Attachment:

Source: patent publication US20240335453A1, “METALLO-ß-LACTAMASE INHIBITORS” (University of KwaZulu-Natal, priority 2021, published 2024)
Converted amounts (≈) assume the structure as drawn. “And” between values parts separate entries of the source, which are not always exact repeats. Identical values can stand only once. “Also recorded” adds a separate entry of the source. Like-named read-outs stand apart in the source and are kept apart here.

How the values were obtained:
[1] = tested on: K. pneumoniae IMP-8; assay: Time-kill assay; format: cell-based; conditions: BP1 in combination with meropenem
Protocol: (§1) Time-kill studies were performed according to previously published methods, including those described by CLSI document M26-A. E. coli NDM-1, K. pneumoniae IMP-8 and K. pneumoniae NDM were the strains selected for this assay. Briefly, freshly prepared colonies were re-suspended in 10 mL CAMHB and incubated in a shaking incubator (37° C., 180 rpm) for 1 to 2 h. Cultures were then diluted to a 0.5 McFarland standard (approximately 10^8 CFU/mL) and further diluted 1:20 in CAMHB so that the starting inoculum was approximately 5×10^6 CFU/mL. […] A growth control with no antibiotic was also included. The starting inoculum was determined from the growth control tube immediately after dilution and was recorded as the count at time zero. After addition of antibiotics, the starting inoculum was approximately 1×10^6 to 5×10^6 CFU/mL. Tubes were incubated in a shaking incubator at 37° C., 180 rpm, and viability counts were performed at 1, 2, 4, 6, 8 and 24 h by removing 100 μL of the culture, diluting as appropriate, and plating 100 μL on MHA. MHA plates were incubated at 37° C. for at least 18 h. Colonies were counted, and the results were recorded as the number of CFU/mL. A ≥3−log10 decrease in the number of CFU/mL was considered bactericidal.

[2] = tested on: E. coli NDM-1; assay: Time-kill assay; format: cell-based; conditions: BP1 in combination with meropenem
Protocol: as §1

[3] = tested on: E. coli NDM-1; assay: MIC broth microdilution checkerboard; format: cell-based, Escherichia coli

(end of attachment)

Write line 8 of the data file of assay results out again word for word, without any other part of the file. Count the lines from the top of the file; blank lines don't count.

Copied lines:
[3] = tested on: E. coli NDM-1; assay: MIC broth microdilution checkerboard; format: cell-based, Escherichia coli